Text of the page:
You know I love to test and review products, but I also love getting feedback on what other runners are already loving. In a recent, IG Stories poll over 1200 of you responded with the best trail running shoes.
I combed through it all to pull out the top picks and I’ll be adding a few to my cart later today, so I can test then update this post with my own feedback!
What was really clear in looking through the responses as a VAST majority of you are running in the same models.
Best Trail Running Shoes
Here are the winners in order of most common response and a little more detail on each shoe to help us all figure out which one might work best for us!
Part of the reason this came up for is a recent pair of trail shoes was giving me blisters on every single run over 5 miles and I’m not one who is prone to blisters. I was also testing out a new pair from Skechers and wanted to see if anyone else would list them…nope. But I’m enjoying them on the less technical trails quite a bit.
This zero drop running shoe is middle of the road for their cushioning, has a stone guard to help with foot protection and a “sticky” outsole to help with grip on those downhills.
Additionally, as with all Altra running shoes it has a larger toebox and a custom female fit – a narrower heel and midfoot, a higher instep, a longer arch and unique metatarsal spacing.
It runs $119 on most sites – if you buy via Road Runner you can earn points towards your next shoe purchase…because there is always a next.
9.2 oz for womens shoe
On it’s 4th model, this has been a long standing favorite of many trail runners. I’ve reviewed a LOT of Hoka running shoes, but haven’t yet tested this one so it’s probably first on my list.
4MM heel drop means it’s a minimal shoe, with moderate cushioning (for a Hoka) and a neutral fit. The newest version has a wider toebox and is reported to feel like a more secure fit.
Virbram sole with multidirectional lugs means it should provide excellent traction whether gripping to push uphill or staying up right on something loose running downhill.
GTX model is good for those of you who will be doing a lot of running in the rain, as it has a Gore Tex layer of protection. If you won’t be doing that, I tend to shy away from things that could create an additional heat.
It runs $144 on most sites. On a great day you can find an older model marked WAYYYY down on Steep and Cheap.
9oz for womens shoe – interesting to see it’s LIGHTER than the Altra.
As promised this one was my first purchase. I’ve had them out on multiple trails and would absolutely agree that I love this shoe. It’s cushioned, but light. It has great grip and overall feels fantastic.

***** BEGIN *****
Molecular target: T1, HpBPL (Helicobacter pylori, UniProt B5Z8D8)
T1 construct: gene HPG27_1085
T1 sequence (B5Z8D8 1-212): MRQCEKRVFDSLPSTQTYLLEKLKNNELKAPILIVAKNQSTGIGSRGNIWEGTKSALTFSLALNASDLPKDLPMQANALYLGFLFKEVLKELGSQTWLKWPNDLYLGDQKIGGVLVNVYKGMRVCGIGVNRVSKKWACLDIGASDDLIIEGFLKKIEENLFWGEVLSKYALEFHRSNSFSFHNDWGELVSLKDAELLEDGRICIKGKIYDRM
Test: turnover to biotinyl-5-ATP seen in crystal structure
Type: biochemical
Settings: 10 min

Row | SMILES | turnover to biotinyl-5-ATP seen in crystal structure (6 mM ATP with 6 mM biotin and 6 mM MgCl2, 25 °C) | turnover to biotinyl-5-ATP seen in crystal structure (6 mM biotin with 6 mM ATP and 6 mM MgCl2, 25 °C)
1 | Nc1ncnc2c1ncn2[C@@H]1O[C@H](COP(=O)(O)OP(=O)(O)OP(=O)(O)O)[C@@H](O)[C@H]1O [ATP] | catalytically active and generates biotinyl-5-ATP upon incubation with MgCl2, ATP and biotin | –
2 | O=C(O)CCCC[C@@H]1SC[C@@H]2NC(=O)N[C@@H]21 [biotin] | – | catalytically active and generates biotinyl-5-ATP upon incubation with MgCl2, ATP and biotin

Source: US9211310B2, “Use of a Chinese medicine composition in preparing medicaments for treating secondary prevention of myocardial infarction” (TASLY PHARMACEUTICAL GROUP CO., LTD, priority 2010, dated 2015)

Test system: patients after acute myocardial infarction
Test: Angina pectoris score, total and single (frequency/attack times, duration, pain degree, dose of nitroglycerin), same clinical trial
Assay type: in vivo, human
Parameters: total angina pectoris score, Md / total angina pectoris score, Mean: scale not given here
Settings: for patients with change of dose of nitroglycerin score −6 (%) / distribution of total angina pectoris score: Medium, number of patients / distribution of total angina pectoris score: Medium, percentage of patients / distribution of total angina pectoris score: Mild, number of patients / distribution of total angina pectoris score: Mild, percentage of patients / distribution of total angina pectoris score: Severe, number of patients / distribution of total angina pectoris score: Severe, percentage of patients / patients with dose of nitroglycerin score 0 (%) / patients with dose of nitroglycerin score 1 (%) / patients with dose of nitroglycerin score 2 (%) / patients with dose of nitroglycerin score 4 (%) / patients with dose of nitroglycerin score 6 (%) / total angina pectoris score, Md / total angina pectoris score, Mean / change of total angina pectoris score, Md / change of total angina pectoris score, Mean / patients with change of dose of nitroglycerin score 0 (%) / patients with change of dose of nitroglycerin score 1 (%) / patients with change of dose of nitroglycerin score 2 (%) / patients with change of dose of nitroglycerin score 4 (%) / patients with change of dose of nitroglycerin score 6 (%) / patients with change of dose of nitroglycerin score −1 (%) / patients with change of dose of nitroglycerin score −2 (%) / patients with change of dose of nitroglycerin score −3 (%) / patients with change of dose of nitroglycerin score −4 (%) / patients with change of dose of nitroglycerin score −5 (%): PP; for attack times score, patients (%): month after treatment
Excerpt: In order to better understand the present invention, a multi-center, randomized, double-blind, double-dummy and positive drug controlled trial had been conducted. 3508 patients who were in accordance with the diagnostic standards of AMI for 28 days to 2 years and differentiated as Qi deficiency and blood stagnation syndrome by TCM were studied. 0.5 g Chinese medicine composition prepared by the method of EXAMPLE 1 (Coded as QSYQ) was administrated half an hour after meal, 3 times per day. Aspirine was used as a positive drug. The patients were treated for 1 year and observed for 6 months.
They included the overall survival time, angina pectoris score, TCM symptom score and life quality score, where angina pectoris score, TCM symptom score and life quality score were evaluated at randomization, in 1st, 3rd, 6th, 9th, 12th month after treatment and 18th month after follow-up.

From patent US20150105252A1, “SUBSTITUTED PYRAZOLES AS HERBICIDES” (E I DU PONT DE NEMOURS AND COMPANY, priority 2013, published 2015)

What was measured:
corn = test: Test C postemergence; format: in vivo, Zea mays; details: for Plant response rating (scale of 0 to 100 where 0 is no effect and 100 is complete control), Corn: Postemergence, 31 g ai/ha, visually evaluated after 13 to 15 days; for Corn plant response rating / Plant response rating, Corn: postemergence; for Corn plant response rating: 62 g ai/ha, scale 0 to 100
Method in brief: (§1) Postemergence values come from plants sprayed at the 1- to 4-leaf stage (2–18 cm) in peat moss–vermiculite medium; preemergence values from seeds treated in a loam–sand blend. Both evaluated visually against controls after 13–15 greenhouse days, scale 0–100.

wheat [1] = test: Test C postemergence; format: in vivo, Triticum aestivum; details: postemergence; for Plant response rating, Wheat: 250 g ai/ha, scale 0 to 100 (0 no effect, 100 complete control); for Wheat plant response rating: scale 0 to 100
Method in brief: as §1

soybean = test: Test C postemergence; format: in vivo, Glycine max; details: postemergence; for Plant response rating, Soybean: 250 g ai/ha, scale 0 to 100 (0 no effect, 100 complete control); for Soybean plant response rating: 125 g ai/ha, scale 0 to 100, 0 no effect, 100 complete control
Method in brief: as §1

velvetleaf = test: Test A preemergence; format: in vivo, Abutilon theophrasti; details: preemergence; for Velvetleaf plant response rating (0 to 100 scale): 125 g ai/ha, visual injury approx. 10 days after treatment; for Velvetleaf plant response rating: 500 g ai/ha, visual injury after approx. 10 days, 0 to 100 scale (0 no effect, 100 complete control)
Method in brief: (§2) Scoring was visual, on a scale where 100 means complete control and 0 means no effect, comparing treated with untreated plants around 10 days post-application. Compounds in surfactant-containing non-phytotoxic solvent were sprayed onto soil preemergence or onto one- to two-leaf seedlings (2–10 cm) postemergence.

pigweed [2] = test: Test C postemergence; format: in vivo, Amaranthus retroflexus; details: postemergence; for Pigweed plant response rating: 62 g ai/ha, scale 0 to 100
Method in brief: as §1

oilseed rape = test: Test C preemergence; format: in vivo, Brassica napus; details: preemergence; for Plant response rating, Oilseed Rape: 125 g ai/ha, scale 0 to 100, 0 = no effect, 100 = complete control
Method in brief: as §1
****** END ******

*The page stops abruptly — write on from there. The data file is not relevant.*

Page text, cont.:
Ah ha, a model that I have indeed run in! I don’t know if I can say it’s my favorite running shoe ever, but it absolutely got the job done and I wore it til clearly needing to be replaced which is always a good sign.
These are currently ON SALE everywhere, which makes me think they are about to release a new model. I’m always down for a shoe sale, so I may end up getting a pair now.
- 8mm heel drop is still close to the minimal range, but higher than the others listed above
- Neutral running shoe, middle of the road cushioning
- Lace up closure appreciated as it keeps them from flapping around
- Pivot system is said to help provide foot stabilization on the uneven trails
- Grips look largely one direction, which can be less beneficial, but still good
9.5 oz for women’s – sounds small but those oz add up over miles and miles.
At one time this was indeed my favorite trail running shoe. They made some adjustments around version 5 or 6 and I just didn’t love it anymore, so I haven’t gone back. But that has been a few years and I’m hearing the ISO and 10 versions are back on par with what we all previously loved.
I will say that Saucony often runs a bit more narrow and I think that’s why some people LOVE it and others just don’t care for the feel.
- 4mm heel drop
- Neutral running shoe, not a ton of cushion in these more minimal styles
- Deeper lugs to help with wet and muddy terrain, also multidirectional for more grip
- The ISO version is a whole oz lighter, but I think the 10 is going to replace it pretty soon
- There is also and ICE+ version which is really excellent for extra grip on winter runs!
10 oz for the women’s making it the heaviest of the group.
Also mentioned trail shoes:
These also came up numerous times, but no where near the volume of those above.
- Nike Wildhorse— More of a Hoka look and feel
- Nike Pegasus — 9.6 mm, 8.2 oz and look very cushioned
- On Cloudventure Peak – can I just say these are beautiful shoes…I want them for that reason alone
- Salomon also made the list, but with lots of different models. I’ve tried them and for me the shoes were to stiff, but LOTS of Colorado runners wear them.
What makes these the best trail running shoes?
Besides the fact that tons of you have already tested them and said you love them…
- Fit – you aren’t getting blisters
- Protection – your feet are beat up from rocks
- Traction – you feel safe on the trail because your shoe is doing it’s job
- Waterproof – in some cases above the quick drying nature or the waterproof element was helpful
If you’re just getting started, checkout these new trail runner tips. They were a lifesaver for me!
Looking for more reviews to find the best things for you run?
Checkout our full page of my must have running gear reviews and guides to save you time searching and money! I share what’s worked for me and fellow runners, along with what wasn’t worth the price tag.
A few common requests:
- Affordable massage guns for runners
- Best HR monitors (from watches to straps)
- Best running socks (lightweight to compression)
- Best sunglasses for running
Other ways to connect with Amanda
Instagram Daily Fun: RunToTheFinish
Facebook Community Chatter: RunToTheFinish